After a couple of hours of cruising around the bank, we had our first strike, which failed to hook up. Another hour passed and suddenly, the port corner rod began screaming off. I was on deck for the first fish, so I grabbed the rod out of the holder and began buckling into the standup gear while the crew began to clear the other rods. There was another marlin in the gear and Gaz continued to motor forward, hoping to make this a double hook-up. In the meantime, all I could do was dejectedly watch the 60 kg nylon scream off my reel, eventually reaching the lighter 37 kg dacron backing. Gaz finally ceded on the possibility of a double hook-up and began backing the boat up, allowing me the opportunity to finally regain some of the line. My marlin suddenly lit up and began grey-hounding across the water, desperately trying to throw the hook. He gave a sterling performance, and certainly one of the more active fish I’ve ever encountered. Fortunately, the hook seemed to be well set and after a couple of minutes, he settled down. I managed to coax him to the boat in less than twenty minutes. Hunter wired the beast and Jared helped with the hook removal. The fish was nice and fat, a respectable estimated 120 kg and he gave one last leap at the boat upon release before he swam away. Happy 2019, and first marlin of the year is on the board, Ms. Ford!
As I was no longer on point for the rod, I decided to put my other talents to use in the kitchen, slicing up fruit and weaving a beautiful lattice top for an apple pie. Unfortunately, Gaz was veering hard to port at the same time I was checking doneness, and the pie slid out and splattered upside down onto the galley floor. Worst of all, my favorite pie dish shattered into several pieces. I scooped up the hot mess up and chucked it all over the side, the crockery sinking but the pie continuing to float, mocking me every time Gaz made another pass by with the lures.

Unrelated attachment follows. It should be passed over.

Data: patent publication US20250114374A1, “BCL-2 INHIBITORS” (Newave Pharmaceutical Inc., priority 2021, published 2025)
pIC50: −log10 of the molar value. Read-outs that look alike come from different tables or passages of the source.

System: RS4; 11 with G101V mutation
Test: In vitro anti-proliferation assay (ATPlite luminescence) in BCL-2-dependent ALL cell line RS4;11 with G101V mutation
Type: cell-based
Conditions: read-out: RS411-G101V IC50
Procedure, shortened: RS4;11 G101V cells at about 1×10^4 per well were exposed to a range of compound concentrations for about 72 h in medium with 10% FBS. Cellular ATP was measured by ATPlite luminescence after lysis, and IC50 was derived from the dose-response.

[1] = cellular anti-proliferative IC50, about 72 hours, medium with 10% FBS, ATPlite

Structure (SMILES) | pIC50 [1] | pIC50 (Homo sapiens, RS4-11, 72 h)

We had three more double strikes that afternoon, but Gaz believed it to be the same two fish each time. We certainly weren’t seeing the numbers we had hoped for. In the meantime, ominous clouds were forming on the horizon. We hadn’t had a weather report in days, and our Sat phone was giving us SIM card error messages, thwarting access to updated forecasts. Gaz made the decision to pull the pin on fishing the bank a second day, instead we would continue on to Tom Bowling, New Zealand for a snapper fish, one of my favorite spots in the world, and at the risk of ruining it, the best snapper fishing in the world.
The next day, the weather was absolutely beautiful, clear skies, light wind and calm seas. Gaz spotted a floating barnacle-encrusted buoy trailing 5 meters of rope that was loaded with resident mahi-mahi. As we cruised past the buoy, four of the five game rods went off, a quadruple hit on the marlin lures. After boating a couple of the fish, Gaz decided to make another pass at the FAD (fish aggregating device), theorizing that it would be rude not too. Again, the voracious appetites of the mahi-mahi were responsible for their demise, and we boated a couple more fish. Gaz decided that he wanted the buoy, as it had a nifty lifting hook on the top, perfect for a mooring buoy at our place in Vanuatu. The boys cut off the 5 meters of rope and pulled it aboard, removing the floating habitat of the resident fish. This seemed to cause some confusion in the fish, now seeking new shelter under the boat, at least until we motored off again. Gaz spent a good hour cutting off goose neck mollusks. At least a dozen small crabs scurried off their now dry-docked home and were unceremoniously hosed off, back into the deep.